12. Keep breakfast hands-off and on-the-go– I’ve been into Greek yogurt and berries lately, which is a super quick and easy breakfast that you don’t really have to prep. Just be sure to buy unsweetened yogurt and add your own coconut sugar or honey (unless you’re a freak like me who enjoys it plain). Top with fresh berries and maybe some granola (Purely Elizabeth forever and always). OR make a big batch of soft boiled eggs and keep them in the fridge (bring water to a rolling boil, gently drop eggs in, and reduce heat to medium-high to cook for 6-7 minutes before plunging in ice water)
  13. Chop ingredients in advance- or buy them already chopped!– If you would rather cook your food fresh each night, go ahead and chop up your veggies, season your meat, and do anything you can to shave some time off your prep during the week. And guess what- it’s okay not to cook everything! You can buy pre-blanched frozen veggies to add to your dish in a pinch, pre-cooked rice or quinoa, or pre-chopped ingredients almost anywhere. Sometimes you end up paying the price for convenience, but it can be worth saving the time and hassle here and there. Take shortcuts when you can. You can even already cooked meat from places like Sprouts, Trader Joe’s, Central Market, or Whole Foods. Sometimes they add excess oil or salt to help keep it moist and flavorful, so I don’t do this every week, but it is definitely a life saver when I’m really strapped for time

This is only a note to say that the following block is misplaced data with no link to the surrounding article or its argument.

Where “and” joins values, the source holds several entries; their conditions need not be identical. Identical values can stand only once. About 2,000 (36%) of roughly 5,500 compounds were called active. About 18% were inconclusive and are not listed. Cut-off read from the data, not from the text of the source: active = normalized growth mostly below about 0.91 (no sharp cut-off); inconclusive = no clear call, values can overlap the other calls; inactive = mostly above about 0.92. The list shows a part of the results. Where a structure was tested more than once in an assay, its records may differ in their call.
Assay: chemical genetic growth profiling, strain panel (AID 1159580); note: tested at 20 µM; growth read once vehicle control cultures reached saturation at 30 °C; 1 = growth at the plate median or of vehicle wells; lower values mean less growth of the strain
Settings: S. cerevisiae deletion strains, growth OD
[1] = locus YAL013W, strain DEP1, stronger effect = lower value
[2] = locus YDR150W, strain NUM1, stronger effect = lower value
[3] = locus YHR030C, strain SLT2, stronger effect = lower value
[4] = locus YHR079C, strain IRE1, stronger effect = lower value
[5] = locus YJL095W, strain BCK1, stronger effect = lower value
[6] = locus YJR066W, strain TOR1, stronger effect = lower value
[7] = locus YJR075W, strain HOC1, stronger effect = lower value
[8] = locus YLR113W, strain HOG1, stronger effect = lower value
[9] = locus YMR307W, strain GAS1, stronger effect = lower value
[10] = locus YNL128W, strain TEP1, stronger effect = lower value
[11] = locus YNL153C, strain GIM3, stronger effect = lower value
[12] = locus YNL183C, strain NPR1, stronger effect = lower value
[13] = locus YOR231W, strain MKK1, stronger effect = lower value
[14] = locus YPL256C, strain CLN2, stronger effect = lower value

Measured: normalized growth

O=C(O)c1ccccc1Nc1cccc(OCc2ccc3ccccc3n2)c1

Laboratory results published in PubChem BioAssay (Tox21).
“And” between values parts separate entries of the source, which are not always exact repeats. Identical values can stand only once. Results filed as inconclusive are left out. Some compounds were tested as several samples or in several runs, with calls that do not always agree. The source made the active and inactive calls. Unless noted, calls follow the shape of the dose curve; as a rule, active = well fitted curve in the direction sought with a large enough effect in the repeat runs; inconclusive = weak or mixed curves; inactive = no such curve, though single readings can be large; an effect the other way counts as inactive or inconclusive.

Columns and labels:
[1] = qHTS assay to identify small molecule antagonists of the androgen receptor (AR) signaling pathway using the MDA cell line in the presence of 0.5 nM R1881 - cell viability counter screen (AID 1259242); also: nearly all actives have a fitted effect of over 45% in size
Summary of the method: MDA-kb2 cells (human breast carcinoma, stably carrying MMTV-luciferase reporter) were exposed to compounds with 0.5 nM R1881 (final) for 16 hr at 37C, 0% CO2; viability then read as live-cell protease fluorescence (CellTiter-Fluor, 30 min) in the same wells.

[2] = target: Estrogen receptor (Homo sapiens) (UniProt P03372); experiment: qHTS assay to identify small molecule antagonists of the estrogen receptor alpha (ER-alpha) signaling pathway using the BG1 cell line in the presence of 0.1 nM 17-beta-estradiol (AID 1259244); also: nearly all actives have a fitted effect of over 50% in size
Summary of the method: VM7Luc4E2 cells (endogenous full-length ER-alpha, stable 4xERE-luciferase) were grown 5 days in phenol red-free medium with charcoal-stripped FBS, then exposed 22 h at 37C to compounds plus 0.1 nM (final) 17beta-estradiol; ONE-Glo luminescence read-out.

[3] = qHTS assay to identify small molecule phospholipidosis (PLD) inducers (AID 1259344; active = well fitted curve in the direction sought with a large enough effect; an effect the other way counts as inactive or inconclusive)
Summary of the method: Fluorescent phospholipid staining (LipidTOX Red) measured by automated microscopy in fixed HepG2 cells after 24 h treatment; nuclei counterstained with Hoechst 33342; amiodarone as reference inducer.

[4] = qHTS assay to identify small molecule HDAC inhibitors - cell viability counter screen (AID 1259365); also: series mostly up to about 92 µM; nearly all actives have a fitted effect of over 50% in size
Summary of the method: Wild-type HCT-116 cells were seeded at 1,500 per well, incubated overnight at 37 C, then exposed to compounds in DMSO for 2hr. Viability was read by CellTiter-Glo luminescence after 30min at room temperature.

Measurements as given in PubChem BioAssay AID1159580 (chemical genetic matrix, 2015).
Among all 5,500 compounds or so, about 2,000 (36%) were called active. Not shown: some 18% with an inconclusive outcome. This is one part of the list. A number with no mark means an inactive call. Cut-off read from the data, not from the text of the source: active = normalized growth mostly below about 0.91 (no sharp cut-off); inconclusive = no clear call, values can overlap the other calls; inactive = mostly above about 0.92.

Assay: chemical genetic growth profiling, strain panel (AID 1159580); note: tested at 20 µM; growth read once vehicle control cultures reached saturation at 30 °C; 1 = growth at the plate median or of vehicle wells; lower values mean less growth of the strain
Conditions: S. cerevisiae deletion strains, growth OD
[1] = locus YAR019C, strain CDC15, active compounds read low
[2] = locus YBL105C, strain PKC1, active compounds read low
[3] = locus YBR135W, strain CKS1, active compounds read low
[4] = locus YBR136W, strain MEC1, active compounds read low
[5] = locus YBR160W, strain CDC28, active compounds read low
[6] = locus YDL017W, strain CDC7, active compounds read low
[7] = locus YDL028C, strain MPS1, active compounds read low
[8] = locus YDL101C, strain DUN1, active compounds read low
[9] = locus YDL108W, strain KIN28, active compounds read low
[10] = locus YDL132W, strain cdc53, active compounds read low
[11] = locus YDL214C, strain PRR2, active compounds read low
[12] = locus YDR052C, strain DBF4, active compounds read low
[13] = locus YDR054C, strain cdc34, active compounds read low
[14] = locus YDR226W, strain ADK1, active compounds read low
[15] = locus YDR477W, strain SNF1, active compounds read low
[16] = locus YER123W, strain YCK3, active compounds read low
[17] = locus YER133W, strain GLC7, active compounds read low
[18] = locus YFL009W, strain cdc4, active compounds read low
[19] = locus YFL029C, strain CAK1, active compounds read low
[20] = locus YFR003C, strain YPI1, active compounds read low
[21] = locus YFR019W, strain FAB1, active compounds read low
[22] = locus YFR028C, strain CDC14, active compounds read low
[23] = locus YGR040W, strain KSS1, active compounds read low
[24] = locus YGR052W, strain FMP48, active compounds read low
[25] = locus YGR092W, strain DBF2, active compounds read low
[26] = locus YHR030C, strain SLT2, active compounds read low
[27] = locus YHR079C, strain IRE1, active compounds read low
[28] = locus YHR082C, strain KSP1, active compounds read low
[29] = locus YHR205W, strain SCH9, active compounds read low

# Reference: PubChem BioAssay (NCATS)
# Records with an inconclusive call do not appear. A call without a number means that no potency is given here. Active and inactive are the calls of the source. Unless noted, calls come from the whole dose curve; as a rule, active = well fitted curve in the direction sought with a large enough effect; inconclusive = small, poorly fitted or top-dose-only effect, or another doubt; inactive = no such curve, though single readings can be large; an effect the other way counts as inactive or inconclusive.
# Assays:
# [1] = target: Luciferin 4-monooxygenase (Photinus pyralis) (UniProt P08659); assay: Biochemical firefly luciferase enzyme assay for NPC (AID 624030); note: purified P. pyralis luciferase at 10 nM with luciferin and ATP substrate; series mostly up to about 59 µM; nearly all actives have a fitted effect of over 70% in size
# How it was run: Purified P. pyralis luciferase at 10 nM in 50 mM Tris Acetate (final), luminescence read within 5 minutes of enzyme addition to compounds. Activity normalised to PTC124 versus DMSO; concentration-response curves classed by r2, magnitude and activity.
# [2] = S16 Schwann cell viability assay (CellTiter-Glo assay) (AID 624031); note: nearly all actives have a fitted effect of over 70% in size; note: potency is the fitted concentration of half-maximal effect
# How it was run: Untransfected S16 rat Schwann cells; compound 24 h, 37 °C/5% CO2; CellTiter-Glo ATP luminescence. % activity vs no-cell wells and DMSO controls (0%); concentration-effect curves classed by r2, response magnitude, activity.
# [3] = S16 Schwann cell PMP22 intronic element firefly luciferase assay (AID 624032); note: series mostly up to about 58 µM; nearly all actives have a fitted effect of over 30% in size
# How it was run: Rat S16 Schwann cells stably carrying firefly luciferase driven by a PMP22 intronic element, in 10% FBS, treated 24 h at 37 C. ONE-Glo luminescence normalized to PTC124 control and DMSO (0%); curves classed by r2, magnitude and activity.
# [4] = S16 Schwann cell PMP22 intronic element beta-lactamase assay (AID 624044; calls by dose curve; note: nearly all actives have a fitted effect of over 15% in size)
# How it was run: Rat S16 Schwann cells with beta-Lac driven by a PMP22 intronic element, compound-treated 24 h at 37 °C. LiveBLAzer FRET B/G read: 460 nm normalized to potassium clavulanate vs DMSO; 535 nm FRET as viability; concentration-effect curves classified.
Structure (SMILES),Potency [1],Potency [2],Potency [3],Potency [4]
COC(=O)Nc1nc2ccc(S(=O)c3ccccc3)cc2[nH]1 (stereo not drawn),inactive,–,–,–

14. Invest in glass tupperware– Call me a snob, but one of the WORST things to me is plastic tupperware. Over time, it stains and starts to absorb smells from previous meals. Invest in a few different sizes of glass tupperware to keep your food fresher and more appetizing longer, or else you won’t end up wanting to eat it a few days later
  15. PLAN PLAN PLAN– Before you go to the store, sit down and think through your week. What nights will you need to prep for? Which nights will you have a little more time to create from your prepped food, versus which nights will you need it to be already ready to eat? For me, this is so important to think through as each week can vary so much. Figure out which recipes or ingredients you want to prep, and create a list before you go grocery shopping. Otherwise, you’ll end up short a few ingredients, or you’ll buy too much and they’ll sit in your fridge until they sprout wings and fly away.

Even if you pick just one of these ideas and implement it into your weekly routine, I guarantee you’ll see a difference. Healthy eating does require some effort (let’s face it, nothing in life that’s worth doing doesn’t), but it doesn’t have to consume your life or take away from your priorities. Let me know which ones you find helpful, and if you have any tricks of your own!

Love, Stevi

All, Real Life, Soul




15 Tips to Master Meal Prep